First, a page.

16 incident did not reach the Supreme Command Staff through the regular chain
17 of command and chain of reporting. So they were solving a problem. They
18 solved it the way they did and they failed to report on that. And the
19 information about Boca and so on, this is something that we got in the
21 Q. Now, we had Mr. Stoparic, a member of this reserve SAJ unit and a
22 former Scorpion who was there that day testify that in fact it was the
23 police SAJ commanders who ordered his group out of Kosovo. Given the
24 foregoing things that we've gone through, do you concede the possibility
25 that in fact the 13 May information, as presented by your security organ,
1 did not give the complete and full picture, particularly in regards to the
2 participation of the commander of the 354th Brigade of the VJ who in fact
3 is not mentioned by Mr. Stoparic?
4 A. Well, it's possible. I didn't get the reports about the events,
5 but this information from the security administration talks about the
6 existence of this group there, and we are, I think, relaying this
7 information to, I think, MUP too. And later on at that meeting
8 Rade Markovic himself said that such groups existed, that they had been
9 there, they went away, and then they came back. So that's the information
10 that I am aware of. That's what Rade Markovic.
11 Q. [Previous translation continues] ...
12 A. Reported to the Supreme Commander.
13 Q. [Previous translation continues] ... The question I want to ask
14 you is isn't it correct that --
15 A. Fine.
16 Q. -- The first date, this May 13th, 1999, that your service finally
17 writes something about the Boca Medic group occurs after the RDB, and
18 specifically the person in Rade Markovic, went to President Milosevic and
19 exposed the Pauk saboteur group going behind your back?
20 [Interpretation] Well, it may be easier to ask the question in
21 Serbian because I see that there is a problem with interpretation.
22 General, is it true that your information related to Boca Medic
23 group of the 13th of May, 1999, that this information happened after, that
24 the RDB of MUP and their leadership, Rade Markovic, went behind your back
25 to report to Milosevic about the existence of Pauk group within the army?
1 A. I don't know. I don't understand the question. What do you mean
2 going behind my back? The existence of Pauk group. I really don't know.
3 What do you mean when you say they went behind my back.
4 Q. [In English] Well, sir, those are the words used by
5 Aleksandar Vasiljevic your subordinate used in this courtroom you'll have
6 to ask him, but if you don't know I'll move on.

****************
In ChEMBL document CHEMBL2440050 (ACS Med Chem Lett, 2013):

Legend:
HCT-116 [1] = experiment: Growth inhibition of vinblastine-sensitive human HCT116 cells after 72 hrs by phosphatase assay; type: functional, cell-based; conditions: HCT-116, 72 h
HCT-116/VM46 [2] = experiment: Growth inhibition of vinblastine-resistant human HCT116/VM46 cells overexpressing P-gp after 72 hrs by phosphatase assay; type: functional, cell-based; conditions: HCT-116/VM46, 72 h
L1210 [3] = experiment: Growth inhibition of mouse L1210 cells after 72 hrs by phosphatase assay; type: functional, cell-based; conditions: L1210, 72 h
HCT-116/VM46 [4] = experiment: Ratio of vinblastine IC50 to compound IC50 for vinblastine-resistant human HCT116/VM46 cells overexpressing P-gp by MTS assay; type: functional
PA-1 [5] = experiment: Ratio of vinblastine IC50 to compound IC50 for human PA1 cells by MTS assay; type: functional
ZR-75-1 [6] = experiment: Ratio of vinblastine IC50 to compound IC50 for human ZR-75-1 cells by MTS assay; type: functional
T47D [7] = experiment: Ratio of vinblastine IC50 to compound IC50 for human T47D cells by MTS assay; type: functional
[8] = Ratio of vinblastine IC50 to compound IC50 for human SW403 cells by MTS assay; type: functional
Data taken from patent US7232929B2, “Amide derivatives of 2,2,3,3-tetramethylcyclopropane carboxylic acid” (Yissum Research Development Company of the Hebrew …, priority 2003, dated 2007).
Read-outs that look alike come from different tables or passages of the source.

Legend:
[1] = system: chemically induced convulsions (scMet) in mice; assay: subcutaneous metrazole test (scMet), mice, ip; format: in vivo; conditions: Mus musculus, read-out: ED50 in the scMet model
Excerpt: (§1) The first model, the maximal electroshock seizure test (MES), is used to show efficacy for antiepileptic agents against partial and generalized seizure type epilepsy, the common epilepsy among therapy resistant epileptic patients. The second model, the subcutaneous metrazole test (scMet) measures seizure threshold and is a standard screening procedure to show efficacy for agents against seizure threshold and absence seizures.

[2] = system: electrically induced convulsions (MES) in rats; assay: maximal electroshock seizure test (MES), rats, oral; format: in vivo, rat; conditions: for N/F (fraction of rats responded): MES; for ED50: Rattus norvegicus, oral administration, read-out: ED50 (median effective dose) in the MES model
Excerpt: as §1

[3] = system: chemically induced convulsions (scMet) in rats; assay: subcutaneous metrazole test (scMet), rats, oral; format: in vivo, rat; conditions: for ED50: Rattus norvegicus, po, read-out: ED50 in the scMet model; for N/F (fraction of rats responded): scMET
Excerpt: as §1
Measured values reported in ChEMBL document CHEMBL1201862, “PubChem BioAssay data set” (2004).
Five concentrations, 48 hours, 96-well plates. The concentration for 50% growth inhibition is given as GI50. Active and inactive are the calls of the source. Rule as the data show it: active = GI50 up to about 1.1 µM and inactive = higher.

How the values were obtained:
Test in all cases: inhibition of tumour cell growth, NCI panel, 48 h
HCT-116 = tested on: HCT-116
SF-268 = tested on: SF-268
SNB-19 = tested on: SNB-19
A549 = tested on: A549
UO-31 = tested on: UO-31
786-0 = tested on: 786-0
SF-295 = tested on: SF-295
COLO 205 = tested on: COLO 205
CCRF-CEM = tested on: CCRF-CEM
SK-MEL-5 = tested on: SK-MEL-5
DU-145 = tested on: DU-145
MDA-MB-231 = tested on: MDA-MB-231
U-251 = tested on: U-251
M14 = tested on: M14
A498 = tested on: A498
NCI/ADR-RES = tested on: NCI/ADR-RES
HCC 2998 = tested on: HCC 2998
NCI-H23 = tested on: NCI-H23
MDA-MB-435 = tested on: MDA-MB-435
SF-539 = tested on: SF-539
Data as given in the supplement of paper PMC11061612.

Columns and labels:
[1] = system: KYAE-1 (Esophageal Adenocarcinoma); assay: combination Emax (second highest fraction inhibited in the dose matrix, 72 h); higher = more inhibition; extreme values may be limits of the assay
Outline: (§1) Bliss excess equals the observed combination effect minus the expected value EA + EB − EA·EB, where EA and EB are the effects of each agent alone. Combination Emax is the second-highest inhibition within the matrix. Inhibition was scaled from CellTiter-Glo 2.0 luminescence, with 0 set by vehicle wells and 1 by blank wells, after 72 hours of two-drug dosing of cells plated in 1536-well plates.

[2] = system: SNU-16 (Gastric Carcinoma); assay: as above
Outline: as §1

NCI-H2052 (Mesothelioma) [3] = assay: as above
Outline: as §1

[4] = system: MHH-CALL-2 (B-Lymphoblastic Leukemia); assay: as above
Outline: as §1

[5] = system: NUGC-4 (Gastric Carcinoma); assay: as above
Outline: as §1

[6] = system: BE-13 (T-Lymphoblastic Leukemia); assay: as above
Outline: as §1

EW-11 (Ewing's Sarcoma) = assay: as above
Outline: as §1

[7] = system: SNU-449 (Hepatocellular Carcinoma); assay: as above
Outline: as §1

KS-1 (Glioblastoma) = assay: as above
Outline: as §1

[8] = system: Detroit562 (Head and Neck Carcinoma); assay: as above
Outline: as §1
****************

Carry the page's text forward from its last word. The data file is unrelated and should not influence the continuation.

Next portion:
7 Now, a question I would have for you regarding this topic is why
8 if according to document 6D998, which should also be there for your
9 review, it's a short document, you could probably read it rather quickly.
10 This is a supplemental information relating to Boca Medic's people that is
11 dated the 16th of May, 1999, wherein it is stated that these -- this group
12 was a lawful MUP organ that in fact had been sent -- ordered to Kosovo by
13 General Rodza of the MUP and General Gajic explained this was
14 General Rodza Djordjevic.
15 If -- and that's 6988, I'm sorry. If as of the 15th of May, 1999,
16 you knew that this group had official status within the MUP, wore MUP
17 uniforms, had documentation showing them to be reservist MUP and had been
18 tasked in the field by the deputy minister of interior Djordjevic, why is
19 it that your organs and your subordinates and even you today even to this
20 date keep referring to them as either paramilitary or para-police? How
21 can that fit your description of paramilitary or para-police?
22 A. Well, I don't know under whose command he was part of, what unit
23 he was. I can repeat only one thing that I know I'm 100 per cent sure.
24 These people who were present there, they were told to us about by
25 Mr. Rade Markovic. I didn't see this document. I don't know what this
1 means. If they were, then they were, but the fact is that they were
3 Q. Prove [Previous translation continues] ...
4 THE INTERPRETER: Could the counsel please not overlap with
6 MR. IVETIC: [Interpretation]
7 Q. Did Rade Markovic say they were not reservists of the MUP on one
8 hand as far as Boca Medic is concerned and the RDB reservists when this
9 comes to Arkan's men?
10 A. Well, that's not what he said. They said that both had committed
11 crimes and Arkan had offered 100 people to him and he accepted 30 people
12 and I really can't see who this Arkan was when he was able to just offer
13 those people like that. The police had its own regular way of mobilising
15 Q. [Previous translation continues] ...
16 A. And mobilising its reserve force, and it was said at that meeting
17 in fact that both MUP and the RDB, I guess, had regulations in place for
18 that. It was impossible for Arkan to.
19 Q. [Previous translation continues] ...
20 A. Just come and say I have 100 people if you want them. Well, fine,
22 Q. [Previous translation continues] ... If you can just finish up
23 with these Boca Medic group?
24 JUDGE BONOMY: Microphone, Mr. Ivetic.
25 MR. IVETIC: Sorry, it keeps going off by itself, maybe, I think.